There are few gestures so loaded with simultaneous promise and peril as asking someone who’s been out of work for awhile how their search for a new job is going. It is, of course, very kind and considerate that your friends/peers/acquaintances are interested in how this big, important, possibly life-defining thing is progressing. So what could make an otherwise thoughtful question so fraught?
In a stupidly overbroad way, looking for a new job is a bit like recovering from major surgery. If you’re healing up from an emergency organectomy, the process is kind of awful. There will be some victories along the way, but the day-to-day generally sucks. Something similar can be said of job hunting. Especially if you’re currently unemployed, casting about for a new position is a slog. Not only is it a lot of work finding and applying for jobs, but you’re dealing with the constant anxiety of financial insecurity. You’re also trapped in a continuous loop of excitement and disappointment, psyching yourself up for each new possibility, only to face (another) rejection.
Until it’s done. Once you’ve got a job, you’re relieved and excited and the news is good. Up to that point, your progress is measured by small victories (job openings found, applications finished, interviews landed) and many more disappointments (jobs already filled, applications that never garner a response, interviews that don’t pan out). Would I rather be healthy and job hunting than recovering from surgery? Of course. It’s an analogy, and not one that’s intended to diminish anybody’s health challenges. I’m just saying that, in both cases, if someone asks you how it’s going before the process has reached something resembling a satisfactory conclusion, your answer is liable to contain rather more uncertainty and disappointment than is strictly pleasant.
All of which makes framing a response a considerable challenge. If you’re anything like me, you’re painfully conscious of not being too negative all the time. You’re desperate not to be a burden or a pain in the ass, and you really don’t want to bum out somebody who was kind of enough to show an interest in your situation. You’ve also completely internalized the idea that nobody gets a job without networks and connections and introductions, and come on, who wants to help out (or hang out with) some doofus who’s whining all the time? So whenever someone asks about your job hunt, you duck and weave, trying like mad to put a good spin on an otherwise stressful and depressing situation. Then you go home, and quietly (or not) freak the f@#k out about your latest “we heard from many talented applicants” letter.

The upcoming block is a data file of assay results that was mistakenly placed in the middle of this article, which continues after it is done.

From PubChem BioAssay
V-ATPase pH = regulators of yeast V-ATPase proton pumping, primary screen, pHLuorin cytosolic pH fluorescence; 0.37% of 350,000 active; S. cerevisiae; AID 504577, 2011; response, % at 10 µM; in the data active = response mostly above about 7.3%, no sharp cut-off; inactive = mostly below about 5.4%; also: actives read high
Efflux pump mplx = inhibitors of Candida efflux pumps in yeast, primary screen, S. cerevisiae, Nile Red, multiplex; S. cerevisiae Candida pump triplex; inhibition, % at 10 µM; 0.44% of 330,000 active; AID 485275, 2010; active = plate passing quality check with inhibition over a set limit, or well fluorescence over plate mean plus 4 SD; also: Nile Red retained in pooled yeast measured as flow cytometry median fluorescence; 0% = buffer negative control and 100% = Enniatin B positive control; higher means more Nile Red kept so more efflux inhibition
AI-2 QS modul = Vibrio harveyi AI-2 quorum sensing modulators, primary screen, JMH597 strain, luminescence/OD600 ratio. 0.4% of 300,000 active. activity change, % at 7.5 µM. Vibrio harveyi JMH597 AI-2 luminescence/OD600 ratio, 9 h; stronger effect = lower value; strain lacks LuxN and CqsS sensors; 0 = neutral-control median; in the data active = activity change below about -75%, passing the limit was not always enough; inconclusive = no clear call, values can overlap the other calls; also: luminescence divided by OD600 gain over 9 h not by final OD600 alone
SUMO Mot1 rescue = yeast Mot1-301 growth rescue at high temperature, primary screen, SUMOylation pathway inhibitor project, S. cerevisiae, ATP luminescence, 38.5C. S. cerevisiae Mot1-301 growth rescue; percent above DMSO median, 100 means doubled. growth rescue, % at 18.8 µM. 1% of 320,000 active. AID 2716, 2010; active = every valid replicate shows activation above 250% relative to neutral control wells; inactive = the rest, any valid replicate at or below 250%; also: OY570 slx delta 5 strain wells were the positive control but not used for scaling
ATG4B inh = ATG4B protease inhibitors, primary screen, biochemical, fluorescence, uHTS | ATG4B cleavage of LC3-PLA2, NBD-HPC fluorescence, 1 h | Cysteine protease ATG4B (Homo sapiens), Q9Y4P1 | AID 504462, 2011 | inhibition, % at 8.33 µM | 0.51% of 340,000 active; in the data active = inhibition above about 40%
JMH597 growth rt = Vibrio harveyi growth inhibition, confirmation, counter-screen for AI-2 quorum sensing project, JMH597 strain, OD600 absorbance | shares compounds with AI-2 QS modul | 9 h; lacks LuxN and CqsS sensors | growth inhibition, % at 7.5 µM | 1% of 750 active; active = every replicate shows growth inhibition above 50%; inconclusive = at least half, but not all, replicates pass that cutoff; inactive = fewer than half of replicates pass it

The thing that you (and by “you,” I mean “I”) need to keep in mind is that most of the people who ask are genuinely curious about what’s going on in your life. A handful of the people who ask might just be making conversation, and will bolt at the first sign of negativity or frazzlement. But it’s far more likely that they’re asking out of actual interest/concern. Unless you’re shrieking or sobbing or somehow blaming them for your setbacks, chances are they’ll be able to handle some honest vexation without making a panicked exit. A certain amount of composure is a good thing, but if you’re pretending that everything is super peachy all the time, you’re doing friendship wrong, and slathering on a bonus layer of added pressure that’s both unproductive and unnecessary.
All of which is a long way around of me telling myself to stop being so scared to admit when I’m discouraged. The middle ground between utter stoicism and abject fatalism isn’t actually as elusive as all that. I’m lucky enough to have people in my life who care enough to ask how I’m doing; I need to trust them (and myself) enough to give them an honest answer.